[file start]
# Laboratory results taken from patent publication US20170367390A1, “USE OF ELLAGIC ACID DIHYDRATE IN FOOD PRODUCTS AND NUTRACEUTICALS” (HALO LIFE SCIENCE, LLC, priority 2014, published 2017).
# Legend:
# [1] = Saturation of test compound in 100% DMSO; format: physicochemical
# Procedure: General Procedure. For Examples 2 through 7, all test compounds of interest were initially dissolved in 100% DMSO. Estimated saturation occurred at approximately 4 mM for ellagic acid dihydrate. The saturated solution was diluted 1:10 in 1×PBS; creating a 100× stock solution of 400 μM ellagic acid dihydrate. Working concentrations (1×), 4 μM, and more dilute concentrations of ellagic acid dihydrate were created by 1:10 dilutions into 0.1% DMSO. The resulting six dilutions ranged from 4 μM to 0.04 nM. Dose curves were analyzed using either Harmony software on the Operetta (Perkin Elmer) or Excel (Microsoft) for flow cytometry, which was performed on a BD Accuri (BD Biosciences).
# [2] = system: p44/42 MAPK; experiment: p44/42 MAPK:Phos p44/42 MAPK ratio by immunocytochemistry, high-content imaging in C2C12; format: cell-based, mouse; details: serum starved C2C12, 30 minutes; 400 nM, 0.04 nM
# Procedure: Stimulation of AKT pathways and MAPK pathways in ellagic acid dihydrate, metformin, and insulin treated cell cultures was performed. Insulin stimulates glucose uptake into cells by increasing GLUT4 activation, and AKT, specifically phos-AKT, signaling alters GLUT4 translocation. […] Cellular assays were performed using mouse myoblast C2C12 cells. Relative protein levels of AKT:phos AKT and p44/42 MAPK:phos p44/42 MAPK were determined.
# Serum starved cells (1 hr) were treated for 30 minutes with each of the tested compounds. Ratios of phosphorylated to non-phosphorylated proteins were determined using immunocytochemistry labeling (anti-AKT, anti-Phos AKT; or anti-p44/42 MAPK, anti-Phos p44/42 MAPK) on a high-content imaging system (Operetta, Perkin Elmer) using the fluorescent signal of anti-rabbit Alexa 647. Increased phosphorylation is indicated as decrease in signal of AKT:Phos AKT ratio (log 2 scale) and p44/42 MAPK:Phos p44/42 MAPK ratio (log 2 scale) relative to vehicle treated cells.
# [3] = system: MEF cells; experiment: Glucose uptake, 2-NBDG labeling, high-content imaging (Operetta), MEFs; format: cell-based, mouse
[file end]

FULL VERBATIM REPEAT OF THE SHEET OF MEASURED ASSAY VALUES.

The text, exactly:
# Laboratory results taken from patent publication US20170367390A1, “USE OF ELLAGIC ACID DIHYDRATE IN FOOD PRODUCTS AND NUTRACEUTICALS” (HALO LIFE SCIENCE, LLC, priority 2014, published 2017).
# Legend:
# [1] = Saturation of test compound in 100% DMSO; format: physicochemical
# Procedure: General Procedure. For Examples 2 through 7, all test compounds of interest were initially dissolved in 100% DMSO. Estimated saturation occurred at approximately 4 mM for ellagic acid dihydrate. The saturated solution was diluted 1:10 in 1×PBS; creating a 100× stock solution of 400 μM ellagic acid dihydrate. Working concentrations (1×), 4 μM, and more dilute concentrations of ellagic acid dihydrate were created by 1:10 dilutions into 0.1% DMSO. The resulting six dilutions ranged from 4 μM to 0.04 nM. Dose curves were analyzed using either Harmony software on the Operetta (Perkin Elmer) or Excel (Microsoft) for flow cytometry, which was performed on a BD Accuri (BD Biosciences).
# [2] = system: p44/42 MAPK; experiment: p44/42 MAPK:Phos p44/42 MAPK ratio by immunocytochemistry, high-content imaging in C2C12; format: cell-based, mouse; details: serum starved C2C12, 30 minutes; 400 nM, 0.04 nM
# Procedure: Stimulation of AKT pathways and MAPK pathways in ellagic acid dihydrate, metformin, and insulin treated cell cultures was performed. Insulin stimulates glucose uptake into cells by increasing GLUT4 activation, and AKT, specifically phos-AKT, signaling alters GLUT4 translocation. […] Cellular assays were performed using mouse myoblast C2C12 cells. Relative protein levels of AKT:phos AKT and p44/42 MAPK:phos p44/42 MAPK were determined.
# Serum starved cells (1 hr) were treated for 30 minutes with each of the tested compounds. Ratios of phosphorylated to non-phosphorylated proteins were determined using immunocytochemistry labeling (anti-AKT, anti-Phos AKT; or anti-p44/42 MAPK, anti-Phos p44/42 MAPK) on a high-content imaging system (Operetta, Perkin Elmer) using the fluorescent signal of anti-rabbit Alexa 647. Increased phosphorylation is indicated as decrease in signal of AKT:Phos AKT ratio (log 2 scale) and p44/42 MAPK:Phos p44/42 MAPK ratio (log 2 scale) relative to vehicle treated cells.
# [3] = system: MEF cells; experiment: Glucose uptake, 2-NBDG labeling, high-content imaging (Operetta), MEFs; format: cell-based, mouse